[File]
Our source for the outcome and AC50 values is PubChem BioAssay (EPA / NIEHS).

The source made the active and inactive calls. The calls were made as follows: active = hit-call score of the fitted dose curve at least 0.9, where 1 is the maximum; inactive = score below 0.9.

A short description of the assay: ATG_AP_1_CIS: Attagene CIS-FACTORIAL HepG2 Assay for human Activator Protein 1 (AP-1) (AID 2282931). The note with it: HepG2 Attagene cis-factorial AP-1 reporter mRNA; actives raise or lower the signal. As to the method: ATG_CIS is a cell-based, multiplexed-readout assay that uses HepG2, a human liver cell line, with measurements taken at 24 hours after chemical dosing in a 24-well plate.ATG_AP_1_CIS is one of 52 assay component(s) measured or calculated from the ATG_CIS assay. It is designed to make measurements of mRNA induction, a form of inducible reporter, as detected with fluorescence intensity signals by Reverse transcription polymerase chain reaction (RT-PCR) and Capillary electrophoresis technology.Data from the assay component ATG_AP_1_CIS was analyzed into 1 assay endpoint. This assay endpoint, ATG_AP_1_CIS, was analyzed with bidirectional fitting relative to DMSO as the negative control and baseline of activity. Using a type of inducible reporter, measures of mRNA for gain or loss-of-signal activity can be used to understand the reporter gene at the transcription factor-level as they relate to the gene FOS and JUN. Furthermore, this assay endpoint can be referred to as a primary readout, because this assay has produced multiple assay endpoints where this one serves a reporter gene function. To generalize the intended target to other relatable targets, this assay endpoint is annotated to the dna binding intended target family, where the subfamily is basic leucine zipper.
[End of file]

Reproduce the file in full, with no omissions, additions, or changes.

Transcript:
Our source for the outcome and AC50 values is PubChem BioAssay (EPA / NIEHS).

The source made the active and inactive calls. The calls were made as follows: active = hit-call score of the fitted dose curve at least 0.9, where 1 is the maximum; inactive = score below 0.9.

A short description of the assay: ATG_AP_1_CIS: Attagene CIS-FACTORIAL HepG2 Assay for human Activator Protein 1 (AP-1) (AID 2282931). The note with it: HepG2 Attagene cis-factorial AP-1 reporter mRNA; actives raise or lower the signal. As to the method: ATG_CIS is a cell-based, multiplexed-readout assay that uses HepG2, a human liver cell line, with measurements taken at 24 hours after chemical dosing in a 24-well plate.ATG_AP_1_CIS is one of 52 assay component(s) measured or calculated from the ATG_CIS assay. It is designed to make measurements of mRNA induction, a form of inducible reporter, as detected with fluorescence intensity signals by Reverse transcription polymerase chain reaction (RT-PCR) and Capillary electrophoresis technology.Data from the assay component ATG_AP_1_CIS was analyzed into 1 assay endpoint. This assay endpoint, ATG_AP_1_CIS, was analyzed with bidirectional fitting relative to DMSO as the negative control and baseline of activity. Using a type of inducible reporter, measures of mRNA for gain or loss-of-signal activity can be used to understand the reporter gene at the transcription factor-level as they relate to the gene FOS and JUN. Furthermore, this assay endpoint can be referred to as a primary readout, because this assay has produced multiple assay endpoints where this one serves a reporter gene function. To generalize the intended target to other relatable targets, this assay endpoint is annotated to the dna binding intended target family, where the subfamily is basic leucine zipper.